Dallas Holocaust and Human Rights Museum Dallas, Texas
While no building can ever represent the inhumane injustices that occurred during the Holocaust, it can certainly be a vessel for the meaningful presentation of the repercussions, human experiences and realities thereof to ultimately influence impactful societal change.
Marrying Expressive Aesthetic with Functionality
The Dallas Holocaust and Human Rights Museum wanted to make sure that every guest who visits the museum is able to experience the expressive aesthetic without difficulty or delay, requiring extensive thought into visitor experience during the design process. The mission is to encourage individuals to become upstanders in support of human rights. The vision for the museum is to create a deep and authentic experiential journey that grapples with the most difficult and perplexing issues plaguing humanity.
"Embrace ideals, challenge reality, participate in repair."
- 250 Seat Auditorium
- 27 Unique Exhibits
- 2 50-Seat Classrooms
- 120 Survivor Testimonies Throughout Holocaust Exhibit
The overall building design amplifies the museum’s narrative by leading visitors through a physically changing path with a series of highly experiential spaces that allow the visitors to fully absorb the exhibits. The architecture is essentially reflective of this notion of a journey – expressive of movement from arrival to departure, designed to provide an intuitive path for all visitors so that the focus is on the experience that is removed from everyday distractions.
Education at the Core of Design
The museum's primary purpose is teaching visitors the history of the Holocaust and advancing human rights to combat prejudice. The building has embraced these goals by providing two connectable 50-seat classrooms provide ample space for a variety of groups. The museum is also one of two museums in the world with a permanent "Dimensions in Testimony" Theater. This theatre is an interactive, holographic project developed by the USC Shoah Foundation that will allow visitors to interact with a Holocaust Survivor long after they are of blessed memory.
Designing the Narrative
The design of the museum is a rational organization of the program elements while reinforcing the narrative of a journey that will engage the visitor every time they visit. The exhibit space is elevated above the support spaces and clad in metal skin. The common area is centralized to connect all spaces and provide a powerful courtyard-lobby connection. The exhibits are intentional black-box spaces and contrast with the light-filled lobby creating a dichotomy of light and darkness, of hope and tragedy.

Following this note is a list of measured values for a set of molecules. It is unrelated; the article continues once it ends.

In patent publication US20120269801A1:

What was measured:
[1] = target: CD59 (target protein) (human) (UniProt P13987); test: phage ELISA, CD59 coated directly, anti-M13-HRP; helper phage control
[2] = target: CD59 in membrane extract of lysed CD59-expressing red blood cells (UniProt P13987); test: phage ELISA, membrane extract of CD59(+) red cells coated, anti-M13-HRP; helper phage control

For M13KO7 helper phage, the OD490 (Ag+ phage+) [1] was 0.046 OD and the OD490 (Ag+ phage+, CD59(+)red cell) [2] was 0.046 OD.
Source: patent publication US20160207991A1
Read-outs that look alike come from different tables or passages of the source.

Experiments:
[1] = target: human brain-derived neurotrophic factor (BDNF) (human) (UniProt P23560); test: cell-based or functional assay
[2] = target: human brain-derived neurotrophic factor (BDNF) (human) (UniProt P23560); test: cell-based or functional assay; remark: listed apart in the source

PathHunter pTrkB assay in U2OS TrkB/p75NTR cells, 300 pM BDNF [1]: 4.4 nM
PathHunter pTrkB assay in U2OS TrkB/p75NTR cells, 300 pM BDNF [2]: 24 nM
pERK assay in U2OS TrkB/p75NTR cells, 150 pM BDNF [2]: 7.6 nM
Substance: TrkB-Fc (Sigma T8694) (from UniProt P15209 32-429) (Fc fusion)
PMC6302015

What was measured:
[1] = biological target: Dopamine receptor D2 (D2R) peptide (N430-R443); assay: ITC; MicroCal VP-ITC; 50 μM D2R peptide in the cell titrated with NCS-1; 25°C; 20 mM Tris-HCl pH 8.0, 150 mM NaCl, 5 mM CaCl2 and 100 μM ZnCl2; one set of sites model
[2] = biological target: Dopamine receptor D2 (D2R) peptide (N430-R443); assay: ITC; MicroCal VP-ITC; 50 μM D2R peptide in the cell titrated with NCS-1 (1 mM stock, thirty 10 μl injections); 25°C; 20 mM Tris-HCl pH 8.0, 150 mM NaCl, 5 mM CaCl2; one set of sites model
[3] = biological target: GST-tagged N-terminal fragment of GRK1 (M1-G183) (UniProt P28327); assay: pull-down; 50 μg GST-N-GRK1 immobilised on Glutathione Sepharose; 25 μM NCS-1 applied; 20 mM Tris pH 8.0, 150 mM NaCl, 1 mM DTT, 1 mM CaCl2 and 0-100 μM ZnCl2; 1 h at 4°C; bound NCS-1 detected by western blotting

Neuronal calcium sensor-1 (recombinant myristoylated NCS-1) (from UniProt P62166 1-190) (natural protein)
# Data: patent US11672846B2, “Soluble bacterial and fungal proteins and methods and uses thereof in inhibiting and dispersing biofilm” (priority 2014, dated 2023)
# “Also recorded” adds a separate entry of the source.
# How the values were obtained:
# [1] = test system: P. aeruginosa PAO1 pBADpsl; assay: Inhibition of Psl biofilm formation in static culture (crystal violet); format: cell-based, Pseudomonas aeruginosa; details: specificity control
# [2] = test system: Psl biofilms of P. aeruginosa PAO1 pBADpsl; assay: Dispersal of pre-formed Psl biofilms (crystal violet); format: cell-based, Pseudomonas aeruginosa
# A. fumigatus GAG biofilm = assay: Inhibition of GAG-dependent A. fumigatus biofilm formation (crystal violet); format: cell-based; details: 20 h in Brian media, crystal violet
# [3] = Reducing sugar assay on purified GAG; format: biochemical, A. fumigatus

To further the importance of the exhibits, the design of the building is meant to express simple elegance. This ensures that every visitor is able to fully experience the purpose of the museum because the building complements the exhibits without taking away from their importance. We worked heavily with the exhibit designer, Berenbaum-Jacobs Associates, to fully understand the message behind the museum experience in order to design the perfect frame for the exhibits.
Mapping the Journey
See how they are educating and making an impact
The museum was designed with the goal of being a LEED Certified. This project is located in the West End Historic District, formerly an industrial site adjacent to a former rail line. The design of the building seeks to limit the amount of direct sunlight on the large expanses of glass. The wings of U-shaped parti shields the large curtain wall opening to the courtyard from the sun while the west wing overhangs the entry curtain wall limiting the effects of the western sun exposure.
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- Celebrating the use of copper in architecture
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- Dallas Holocaust & Human Rights Museum Named ENR Best Cultural/Worship Project of the Year
2020 Preservation Achievement Award New Construction in a Historic Neighborhood
2020 TEXO Award First Place - Distinguished Building Award for Educational Facilities
2020 Best Cultural/Worship Project ENR Texas & Louisiana
AIA Dallas 2015 Unbuilt Design Award
Copper Development Association 2020 North American Copper in Architecture Awards
AIA Film Challenge 2020 Grand Prize Winner
AIA Dallas 2022 Built Design Honor Award
Moved to learn more about being an Upstander? Visit the Museum's website to learn about their mission and how they are changing the world one person at a time.Visit the Museum Now